Former foreign secretary Shyam Saran spoke to The Wire extensively about the “very worrying” situation at the India-China border. Read the full transcript of the interview below.
Hello and welcome to a special interview for The Wire. Seventeen weeks have passed since China first intruded into Indian territory at several points in Ladakh and, as yet, there is no resolution to the problem. So could India end up having to accept a fait accompli? That’s one of the key issues I shall discuss today with former foreign secretary and one of our most acknowledged experts on China, Shyam Saran.
Mr Saran, as I said seventeen weeks have passed since China first intruded on Indian territory at 17 points in Ladakh and as yet there’s no clear resolution in sight. How worrying is this?
It is very worrying because, quite clearly, from what I see that the Chinese themselves are saying, they seem to suggest that the disengagement is complete as if there is nothing more to be done, which, obviously, from our side is not the case. Now, going forward, I think the fact that we are continuing with the military-to-military level talks, we have also continued talks at the diplomatic level, you may have seen some reports that our ambassador in Beijing has met some officials from the central military affairs commission, from the party’s international liaison department – so obviously there is a considerable amount of activity still taking place to try and see if there is some kind of a resolution possible through the diplomatic channels.
I want very much to explore all of that with you but first let me ask you: Why do you think the Chinese did this? Is it simply to realign the LAC or do you think there is a bigger motive to send a message to the world that they are the big power in Asia and also simultaneously, to cut India down to size.
I think a bit of both. The fact is that the Chinese for quite some time have been expressing worry about the development of border infrastructure on our side; they have been explicitly, in fact, saying that the building up border infrastructure is somehow changing the status quo on the border. They even suggested at one time that we should have an agreement to freeze border infrastructure development on both sides. Of course, that would have put us in permanent inferiority because the infrastructure, as you know, on their side has been advancing very very rapidly.
So, there is a context to this that maybe the Chinese feel that there are tactical changes taking place along the border, which reduce, erode some of the very patent superiority which they have enjoyed for several years. So, that tactical aspect is certainly important, as we have seen with respect to Galwan itself, but yes, it is taking place in a larger context.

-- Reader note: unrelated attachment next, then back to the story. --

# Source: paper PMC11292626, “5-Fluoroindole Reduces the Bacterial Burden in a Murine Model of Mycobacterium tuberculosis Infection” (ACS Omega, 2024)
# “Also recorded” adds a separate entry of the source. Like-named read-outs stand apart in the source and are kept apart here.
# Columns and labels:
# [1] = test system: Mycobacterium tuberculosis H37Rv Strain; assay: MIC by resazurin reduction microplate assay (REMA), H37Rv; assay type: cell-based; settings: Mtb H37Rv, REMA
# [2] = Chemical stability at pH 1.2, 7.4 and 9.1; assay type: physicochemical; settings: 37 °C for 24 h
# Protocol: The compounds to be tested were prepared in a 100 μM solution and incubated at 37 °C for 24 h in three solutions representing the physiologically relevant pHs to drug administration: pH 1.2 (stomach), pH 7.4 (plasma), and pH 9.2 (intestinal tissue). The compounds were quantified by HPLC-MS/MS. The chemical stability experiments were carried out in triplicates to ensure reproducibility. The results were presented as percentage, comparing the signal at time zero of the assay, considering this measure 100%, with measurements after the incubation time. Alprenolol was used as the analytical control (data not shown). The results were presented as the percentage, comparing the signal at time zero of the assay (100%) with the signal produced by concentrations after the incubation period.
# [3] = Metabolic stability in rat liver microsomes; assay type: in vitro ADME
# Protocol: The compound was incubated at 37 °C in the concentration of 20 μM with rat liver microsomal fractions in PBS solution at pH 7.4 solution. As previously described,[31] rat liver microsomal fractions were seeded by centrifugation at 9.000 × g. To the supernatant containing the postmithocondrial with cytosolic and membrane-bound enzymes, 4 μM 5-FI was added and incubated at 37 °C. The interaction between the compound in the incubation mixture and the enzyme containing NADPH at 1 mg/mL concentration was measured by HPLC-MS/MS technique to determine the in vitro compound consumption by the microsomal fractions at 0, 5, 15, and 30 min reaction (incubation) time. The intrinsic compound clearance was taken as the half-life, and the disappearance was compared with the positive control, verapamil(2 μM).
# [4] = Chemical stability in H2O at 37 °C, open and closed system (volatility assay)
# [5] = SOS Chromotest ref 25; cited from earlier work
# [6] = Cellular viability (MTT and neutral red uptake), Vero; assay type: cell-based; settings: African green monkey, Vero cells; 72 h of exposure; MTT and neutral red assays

Why now? Because they can – given the fact the rest of the world is so preoccupied with the COVID-19 pandemic. Why now? Because China believes that in terms of its own military, economic capabilities it is now in a very symmetrically strong position. And yes, in terms of how it sees itself as the preeminent power in Asia, to put India in its place, to suggest to India that you should know you are not in the same league as us. Yes, that is certainly part of the perception as well.
Let’s focus for a bit on Ladakh. I accept that there’s been some disengagement in Galwan but the truth is newspaper reports suggest that the buffer zones created are on Indian territory. Newspaper reports suggest that the LAC has shifted one kilometre westwards again onto Indian territory. But as far as hot springs in Gogra are concerned or Pangong lake and Depsang, there has been no disengagement there at all. Does that give you the impression that China has decided that the encroachment that it’s made is actually its territory, it doesn’t intend to retreat, it’s going to retain what it’s got?
I think there is no way that we can avoid that conclusion because as I mentioned to you right in the beginning, the Chinese have suggested that the process of disengagement is complete – as if nothing more needs to be done. There does not seem to be any intention, for example, to vacate some of the additional area which they have occupied in the Pangong lake area, particularly the ridges; it’s not only at the banks of the lake but the ridges which, sort of, go up from the banks up into the mountains. Several of those ridges have been occupied. So I am afraid that certainly, the Chinese intention seems to be that, ‘Let’s let India accept the fait accompli and then also go back to status quo ante as far as the overall relationship is concerned,’ obviously that is not acceptable to the Indian side.